Lessons from the Camino

Walking the Camino in northwestern Spain and Portugal this year was in many respects very different from previous walks on this ancient pilgrimage path that has been massively impacted by the repercussions of the pandemic.

First and foremost the Camino has lost nothing of its magic that has become for hundreds of thousands of modern-day pilgrims, a path of introspection, healing and transformation. About half as many people arrive at the destination in Santiago de Compostela compared to normal years. The good news is that with good planning you can still walk it!

We walked from Porto in Portugal to Santiago, alternating between the coastal and central routes, but booking our accommodation two to three days in advance as most pilgrims’ hostels are still closed and will possibly only reopen next year. Unless you are walking the less popular routes cheap accommodation is very limited for pilgrims with a limited budget.

Can you still stay in a pilgrims’ hostel?

Staying overnight in a pilgrims’ hostel is so much part of the Camino experience where stories are shared over a meal cooked together and often lasting friendships are formed. Although a little more expensive than the municipal albergues, some of the better private albergues are a definite must.

We had one of our most enjoyable evenings with fellow pilgrims at Casa da Fernanda with dancing, singing, great food and good conversations. This was all on a donation basis. Certainly one of the most beautifully run private albergues is the La Cala Pilgrims Inn in Oia run by Tanya Valdes. Tanya is a lovely soul from the U.S. who moved to Spain, fulfilling a heart wish in serving pilgrims in her beautifully renovated albergue, overlooking the monastery in Oia.

The chilling effects of the pandemic

Having had to break off last year’s walk on the Via Francigena in Italy because of another lockdown, walking the Camino Portugues was the first longer walk since 2019. It was at times a chilly experience walking through the small villages where public notice boards bear portraits of locals who have died from Covid and bypassing dozens of closed pilgrims’ hostels, restaurants and curio shops.

Families in the local villages along the Camino route have for centuries earned their income from passing pilgrims and obviously many small businesses have not survived the pandemic. Some had invested all their funds in the expectation of a boom on the Camino for this year’s holy year.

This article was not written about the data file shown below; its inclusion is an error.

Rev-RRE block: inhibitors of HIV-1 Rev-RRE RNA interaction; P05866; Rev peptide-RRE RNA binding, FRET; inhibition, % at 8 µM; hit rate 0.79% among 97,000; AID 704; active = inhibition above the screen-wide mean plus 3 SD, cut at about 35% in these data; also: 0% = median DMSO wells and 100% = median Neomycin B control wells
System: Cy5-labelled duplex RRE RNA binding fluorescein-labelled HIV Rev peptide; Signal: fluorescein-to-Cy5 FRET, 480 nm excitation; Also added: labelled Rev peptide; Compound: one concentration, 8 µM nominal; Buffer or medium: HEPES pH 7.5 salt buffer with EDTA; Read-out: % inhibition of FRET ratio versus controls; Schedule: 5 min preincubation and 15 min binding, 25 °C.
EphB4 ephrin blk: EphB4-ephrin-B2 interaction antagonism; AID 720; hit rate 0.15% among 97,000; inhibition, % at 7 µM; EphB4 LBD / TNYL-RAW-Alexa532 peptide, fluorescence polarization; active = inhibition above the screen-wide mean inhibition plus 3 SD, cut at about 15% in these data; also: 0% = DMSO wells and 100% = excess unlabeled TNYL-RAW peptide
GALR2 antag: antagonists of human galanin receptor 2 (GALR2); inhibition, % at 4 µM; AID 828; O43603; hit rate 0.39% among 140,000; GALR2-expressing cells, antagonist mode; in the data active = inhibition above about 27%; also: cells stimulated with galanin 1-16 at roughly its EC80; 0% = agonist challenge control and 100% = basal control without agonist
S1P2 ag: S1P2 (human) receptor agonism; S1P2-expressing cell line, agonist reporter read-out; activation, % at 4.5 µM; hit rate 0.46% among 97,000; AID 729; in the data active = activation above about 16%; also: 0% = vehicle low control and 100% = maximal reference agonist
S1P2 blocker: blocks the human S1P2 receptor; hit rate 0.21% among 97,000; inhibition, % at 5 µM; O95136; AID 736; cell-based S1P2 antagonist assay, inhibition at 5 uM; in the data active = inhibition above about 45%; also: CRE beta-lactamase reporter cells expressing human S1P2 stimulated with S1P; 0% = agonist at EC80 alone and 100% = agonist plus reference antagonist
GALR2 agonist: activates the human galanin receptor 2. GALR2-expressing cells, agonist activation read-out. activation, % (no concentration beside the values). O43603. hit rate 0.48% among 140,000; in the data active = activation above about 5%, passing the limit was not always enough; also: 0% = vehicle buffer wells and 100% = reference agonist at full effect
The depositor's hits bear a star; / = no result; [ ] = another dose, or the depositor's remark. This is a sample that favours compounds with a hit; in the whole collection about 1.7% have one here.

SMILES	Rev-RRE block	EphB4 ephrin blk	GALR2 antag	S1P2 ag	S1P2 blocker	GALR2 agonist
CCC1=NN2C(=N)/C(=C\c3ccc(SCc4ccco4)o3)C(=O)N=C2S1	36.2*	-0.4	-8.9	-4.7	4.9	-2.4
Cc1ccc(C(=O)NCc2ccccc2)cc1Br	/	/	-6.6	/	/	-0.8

The revival of the Camino pilgrimage in modern days can be largely attributed to Don Elías (1929-1989), the parish priest in O Cebreiro near Lugo. Up to the early 1980s only dozens of pilgrims at the most walked the Camino. But Don Elías had a dream that one day tens of thousands of pilgrims would again be walking the Camino. According to the story Don Elías drove across the whole north of Spain in his old  Citroën packed with tins of yellow paint, marking arrows leading to Santiago.

We were very much aware that this year we were also walking the Camino on behalf of the many pilgrims from other countries who could not walk the path this year because of Covid-related travel restrictions. The Camino can become an addictive ritual and many walkers on the Camino have been doing it several times over. Many pilgrims, who have been unable to walk this year, have been reliving their past walks in the popular Camino forums and social media groups.

Arriving in Santiago

Arriving at the destination in Santiago is always a special occasion. The Cathedral can be seen in all its glory with most of exterior scaffolding removed after years of painstaking renovation work. The interior is especially stunning: Based on the candle-light from medieval times the naves, transept and the Pórtico de la Gloria have been fitted with new lighting. Social distancing still applies and the number of visitors are limited.

The journey begins after the journey

Every journey at some point has to end. You return home but you will not be the same person. A pilgrimage on the Camino takes months to digest. The real transformation begins at home. Life takes on a different meaning when you are in a different rhythm and feel connected to your higher-self. As Marcel Proust is quoted as saying: “My destination is no longer a place, rather a new way of seeing.”

Reino Gevers – Author – Mentor – Speaker

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2 Comments

Filed under Camino de Santiago, mental health, mental-health, spirituality, Uncategorized

2 responses to “Lessons from the Camino

  1. Anita Köhne

    Thank You Reino , I realy Honour every step. Thanks for sharing it with us. For us who stayed at home, it activates our dreams to also except that challenge- regards Anita

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